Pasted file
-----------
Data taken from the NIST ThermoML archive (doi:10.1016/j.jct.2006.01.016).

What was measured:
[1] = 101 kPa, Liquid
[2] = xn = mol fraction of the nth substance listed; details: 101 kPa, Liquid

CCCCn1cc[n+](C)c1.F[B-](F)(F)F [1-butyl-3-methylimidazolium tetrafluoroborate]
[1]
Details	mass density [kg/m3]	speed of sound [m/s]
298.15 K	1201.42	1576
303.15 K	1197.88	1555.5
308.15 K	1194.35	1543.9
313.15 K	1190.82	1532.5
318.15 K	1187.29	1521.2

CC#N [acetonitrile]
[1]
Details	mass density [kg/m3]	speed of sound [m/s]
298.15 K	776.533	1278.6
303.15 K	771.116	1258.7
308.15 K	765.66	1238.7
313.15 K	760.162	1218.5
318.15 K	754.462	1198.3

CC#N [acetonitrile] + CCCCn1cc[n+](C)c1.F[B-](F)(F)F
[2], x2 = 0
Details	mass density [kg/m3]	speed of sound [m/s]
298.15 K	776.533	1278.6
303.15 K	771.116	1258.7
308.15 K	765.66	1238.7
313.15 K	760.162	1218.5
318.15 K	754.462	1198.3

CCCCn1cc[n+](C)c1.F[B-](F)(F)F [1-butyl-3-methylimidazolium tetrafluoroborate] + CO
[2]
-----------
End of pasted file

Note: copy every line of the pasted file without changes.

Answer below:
Data taken from the NIST ThermoML archive (doi:10.1016/j.jct.2006.01.016).

What was measured:
[1] = 101 kPa, Liquid
[2] = xn = mol fraction of the nth substance listed; details: 101 kPa, Liquid

CCCCn1cc[n+](C)c1.F[B-](F)(F)F [1-butyl-3-methylimidazolium tetrafluoroborate]
[1]
Details	mass density [kg/m3]	speed of sound [m/s]
298.15 K	1201.42	1576
303.15 K	1197.88	1555.5
308.15 K	1194.35	1543.9
313.15 K	1190.82	1532.5
318.15 K	1187.29	1521.2

CC#N [acetonitrile]
[1]
Details	mass density [kg/m3]	speed of sound [m/s]
298.15 K	776.533	1278.6
303.15 K	771.116	1258.7
308.15 K	765.66	1238.7
313.15 K	760.162	1218.5
318.15 K	754.462	1198.3

CC#N [acetonitrile] + CCCCn1cc[n+](C)c1.F[B-](F)(F)F
[2], x2 = 0
Details	mass density [kg/m3]	speed of sound [m/s]
298.15 K	776.533	1278.6
303.15 K	771.116	1258.7
308.15 K	765.66	1238.7
313.15 K	760.162	1218.5
318.15 K	754.462	1198.3

CCCCn1cc[n+](C)c1.F[B-](F)(F)F [1-butyl-3-methylimidazolium tetrafluoroborate] + CO
[2]